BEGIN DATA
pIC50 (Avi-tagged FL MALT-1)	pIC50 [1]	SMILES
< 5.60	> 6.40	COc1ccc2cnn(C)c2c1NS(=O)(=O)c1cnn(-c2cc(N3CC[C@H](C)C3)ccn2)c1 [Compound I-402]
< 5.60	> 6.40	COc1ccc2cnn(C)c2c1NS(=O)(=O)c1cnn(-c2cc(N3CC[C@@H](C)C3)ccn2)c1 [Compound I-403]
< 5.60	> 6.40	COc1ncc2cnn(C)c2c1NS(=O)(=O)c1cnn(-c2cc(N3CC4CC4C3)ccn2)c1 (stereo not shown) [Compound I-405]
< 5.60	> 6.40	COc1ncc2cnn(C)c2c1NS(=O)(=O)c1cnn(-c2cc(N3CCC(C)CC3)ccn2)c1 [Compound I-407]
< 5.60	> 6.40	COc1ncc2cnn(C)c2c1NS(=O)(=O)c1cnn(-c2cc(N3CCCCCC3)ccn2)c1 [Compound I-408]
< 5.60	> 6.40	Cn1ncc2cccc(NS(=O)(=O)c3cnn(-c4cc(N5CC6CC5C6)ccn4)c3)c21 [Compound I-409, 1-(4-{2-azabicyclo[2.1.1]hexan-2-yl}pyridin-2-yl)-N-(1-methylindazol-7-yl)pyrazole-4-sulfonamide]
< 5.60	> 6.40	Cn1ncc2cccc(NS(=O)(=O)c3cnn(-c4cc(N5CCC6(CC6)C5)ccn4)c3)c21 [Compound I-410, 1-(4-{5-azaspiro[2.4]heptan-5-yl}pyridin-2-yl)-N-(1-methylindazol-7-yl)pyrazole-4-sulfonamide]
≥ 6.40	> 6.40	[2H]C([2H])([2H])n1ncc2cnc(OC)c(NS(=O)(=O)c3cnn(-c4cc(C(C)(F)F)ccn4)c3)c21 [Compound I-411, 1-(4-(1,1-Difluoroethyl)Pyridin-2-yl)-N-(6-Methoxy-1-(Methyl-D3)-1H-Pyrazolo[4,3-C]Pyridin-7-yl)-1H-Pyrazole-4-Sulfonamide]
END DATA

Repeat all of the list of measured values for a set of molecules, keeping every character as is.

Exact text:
pIC50 (Avi-tagged FL MALT-1)	pIC50 [1]	SMILES
< 5.60	> 6.40	COc1ccc2cnn(C)c2c1NS(=O)(=O)c1cnn(-c2cc(N3CC[C@H](C)C3)ccn2)c1 [Compound I-402]
< 5.60	> 6.40	COc1ccc2cnn(C)c2c1NS(=O)(=O)c1cnn(-c2cc(N3CC[C@@H](C)C3)ccn2)c1 [Compound I-403]
< 5.60	> 6.40	COc1ncc2cnn(C)c2c1NS(=O)(=O)c1cnn(-c2cc(N3CC4CC4C3)ccn2)c1 (stereo not shown) [Compound I-405]
< 5.60	> 6.40	COc1ncc2cnn(C)c2c1NS(=O)(=O)c1cnn(-c2cc(N3CCC(C)CC3)ccn2)c1 [Compound I-407]
< 5.60	> 6.40	COc1ncc2cnn(C)c2c1NS(=O)(=O)c1cnn(-c2cc(N3CCCCCC3)ccn2)c1 [Compound I-408]
< 5.60	> 6.40	Cn1ncc2cccc(NS(=O)(=O)c3cnn(-c4cc(N5CC6CC5C6)ccn4)c3)c21 [Compound I-409, 1-(4-{2-azabicyclo[2.1.1]hexan-2-yl}pyridin-2-yl)-N-(1-methylindazol-7-yl)pyrazole-4-sulfonamide]
< 5.60	> 6.40	Cn1ncc2cccc(NS(=O)(=O)c3cnn(-c4cc(N5CCC6(CC6)C5)ccn4)c3)c21 [Compound I-410, 1-(4-{5-azaspiro[2.4]heptan-5-yl}pyridin-2-yl)-N-(1-methylindazol-7-yl)pyrazole-4-sulfonamide]
≥ 6.40	> 6.40	[2H]C([2H])([2H])n1ncc2cnc(OC)c(NS(=O)(=O)c3cnn(-c4cc(C(C)(F)F)ccn4)c3)c21 [Compound I-411, 1-(4-(1,1-Difluoroethyl)Pyridin-2-yl)-N-(6-Methoxy-1-(Methyl-D3)-1H-Pyrazolo[4,3-C]Pyridin-7-yl)-1H-Pyrazole-4-Sulfonamide]